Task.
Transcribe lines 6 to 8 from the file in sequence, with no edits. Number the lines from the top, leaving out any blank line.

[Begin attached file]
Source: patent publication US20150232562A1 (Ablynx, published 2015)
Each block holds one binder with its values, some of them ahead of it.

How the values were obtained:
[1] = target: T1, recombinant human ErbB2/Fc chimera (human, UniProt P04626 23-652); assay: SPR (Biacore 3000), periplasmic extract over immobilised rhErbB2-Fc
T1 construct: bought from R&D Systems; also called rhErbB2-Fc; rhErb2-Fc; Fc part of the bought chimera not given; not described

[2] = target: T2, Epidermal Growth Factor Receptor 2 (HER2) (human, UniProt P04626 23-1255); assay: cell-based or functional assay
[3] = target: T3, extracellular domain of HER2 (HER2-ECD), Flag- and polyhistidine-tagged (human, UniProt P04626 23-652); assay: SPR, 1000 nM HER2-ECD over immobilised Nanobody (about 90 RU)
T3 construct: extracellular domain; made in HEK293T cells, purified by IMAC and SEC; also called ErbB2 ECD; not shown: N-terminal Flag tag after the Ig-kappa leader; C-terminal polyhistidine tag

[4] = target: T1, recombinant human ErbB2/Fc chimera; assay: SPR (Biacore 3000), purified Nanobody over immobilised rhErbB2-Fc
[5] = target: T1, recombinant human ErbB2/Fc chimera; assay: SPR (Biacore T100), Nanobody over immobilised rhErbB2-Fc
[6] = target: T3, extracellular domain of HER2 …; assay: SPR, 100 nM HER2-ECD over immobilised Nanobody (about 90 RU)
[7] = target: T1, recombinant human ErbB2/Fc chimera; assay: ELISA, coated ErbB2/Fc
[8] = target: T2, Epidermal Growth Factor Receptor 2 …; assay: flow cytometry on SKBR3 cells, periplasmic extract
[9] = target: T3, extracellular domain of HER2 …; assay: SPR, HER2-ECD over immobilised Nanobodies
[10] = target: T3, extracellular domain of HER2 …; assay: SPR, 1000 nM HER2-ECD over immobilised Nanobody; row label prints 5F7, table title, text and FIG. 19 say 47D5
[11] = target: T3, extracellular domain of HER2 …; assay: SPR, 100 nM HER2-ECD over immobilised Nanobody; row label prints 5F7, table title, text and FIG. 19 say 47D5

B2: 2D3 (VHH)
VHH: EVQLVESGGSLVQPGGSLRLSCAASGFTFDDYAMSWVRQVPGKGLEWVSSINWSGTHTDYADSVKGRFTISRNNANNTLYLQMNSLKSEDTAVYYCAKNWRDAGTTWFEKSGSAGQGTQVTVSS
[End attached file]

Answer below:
[2] = target: T2, Epidermal Growth Factor Receptor 2 (HER2) (human, UniProt P04626 23-1255); assay: cell-based or functional assay
[3] = target: T3, extracellular domain of HER2 (HER2-ECD), Flag- and polyhistidine-tagged (human, UniProt P04626 23-652); assay: SPR, 1000 nM HER2-ECD over immobilised Nanobody (about 90 RU)
T3 construct: extracellular domain; made in HEK293T cells, purified by IMAC and SEC; also called ErbB2 ECD; not shown: N-terminal Flag tag after the Ig-kappa leader; C-terminal polyhistidine tag